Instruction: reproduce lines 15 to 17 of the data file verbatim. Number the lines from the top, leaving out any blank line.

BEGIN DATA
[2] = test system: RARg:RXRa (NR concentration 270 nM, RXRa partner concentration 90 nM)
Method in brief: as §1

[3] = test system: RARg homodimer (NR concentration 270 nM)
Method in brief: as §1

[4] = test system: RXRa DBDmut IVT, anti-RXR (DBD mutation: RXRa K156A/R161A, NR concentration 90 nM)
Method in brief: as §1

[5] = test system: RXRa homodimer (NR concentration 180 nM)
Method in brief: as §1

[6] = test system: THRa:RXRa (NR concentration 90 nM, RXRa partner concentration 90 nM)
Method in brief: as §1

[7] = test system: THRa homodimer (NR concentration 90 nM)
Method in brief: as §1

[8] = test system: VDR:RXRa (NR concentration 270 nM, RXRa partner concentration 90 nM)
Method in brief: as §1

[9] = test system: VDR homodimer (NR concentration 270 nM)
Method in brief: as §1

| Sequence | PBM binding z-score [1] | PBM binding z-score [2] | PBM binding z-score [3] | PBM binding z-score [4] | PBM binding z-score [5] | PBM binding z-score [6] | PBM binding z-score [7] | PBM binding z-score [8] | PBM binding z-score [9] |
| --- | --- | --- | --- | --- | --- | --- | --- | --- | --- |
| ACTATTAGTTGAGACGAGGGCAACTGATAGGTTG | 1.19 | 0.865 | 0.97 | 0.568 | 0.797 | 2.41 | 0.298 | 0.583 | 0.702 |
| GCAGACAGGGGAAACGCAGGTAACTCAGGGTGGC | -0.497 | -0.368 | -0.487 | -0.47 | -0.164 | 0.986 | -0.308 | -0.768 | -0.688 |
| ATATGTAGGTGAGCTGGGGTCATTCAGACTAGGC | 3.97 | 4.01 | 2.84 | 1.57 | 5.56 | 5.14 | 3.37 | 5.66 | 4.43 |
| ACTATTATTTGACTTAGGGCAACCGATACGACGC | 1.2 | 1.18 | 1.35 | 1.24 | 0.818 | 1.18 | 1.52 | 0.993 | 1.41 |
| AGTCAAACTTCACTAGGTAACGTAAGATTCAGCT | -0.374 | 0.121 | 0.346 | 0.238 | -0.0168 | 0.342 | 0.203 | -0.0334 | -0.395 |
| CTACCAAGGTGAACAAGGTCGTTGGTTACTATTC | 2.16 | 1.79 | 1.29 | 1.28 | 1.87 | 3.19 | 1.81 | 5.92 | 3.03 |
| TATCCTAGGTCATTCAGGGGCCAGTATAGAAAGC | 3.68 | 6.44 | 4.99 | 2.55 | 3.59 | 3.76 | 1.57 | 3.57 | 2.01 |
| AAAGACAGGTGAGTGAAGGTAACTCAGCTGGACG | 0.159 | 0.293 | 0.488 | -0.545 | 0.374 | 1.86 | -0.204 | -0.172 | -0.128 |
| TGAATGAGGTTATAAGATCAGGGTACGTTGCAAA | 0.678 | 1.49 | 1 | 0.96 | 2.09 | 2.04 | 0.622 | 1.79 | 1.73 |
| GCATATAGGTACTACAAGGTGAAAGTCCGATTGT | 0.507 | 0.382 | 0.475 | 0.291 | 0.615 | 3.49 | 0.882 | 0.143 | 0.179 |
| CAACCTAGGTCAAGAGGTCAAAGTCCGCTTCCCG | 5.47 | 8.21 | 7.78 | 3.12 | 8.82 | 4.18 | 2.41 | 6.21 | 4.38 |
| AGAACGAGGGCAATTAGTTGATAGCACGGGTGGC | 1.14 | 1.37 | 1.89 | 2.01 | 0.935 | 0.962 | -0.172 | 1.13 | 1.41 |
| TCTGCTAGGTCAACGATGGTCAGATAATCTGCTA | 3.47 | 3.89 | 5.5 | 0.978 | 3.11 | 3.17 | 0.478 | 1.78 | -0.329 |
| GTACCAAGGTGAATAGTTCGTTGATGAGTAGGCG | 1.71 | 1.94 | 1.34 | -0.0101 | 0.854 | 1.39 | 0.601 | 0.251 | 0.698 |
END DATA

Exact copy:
[9] = test system: VDR homodimer (NR concentration 270 nM)
Method in brief: as §1

| Sequence | PBM binding z-score [1] | PBM binding z-score [2] | PBM binding z-score [3] | PBM binding z-score [4] | PBM binding z-score [5] | PBM binding z-score [6] | PBM binding z-score [7] | PBM binding z-score [8] | PBM binding z-score [9] |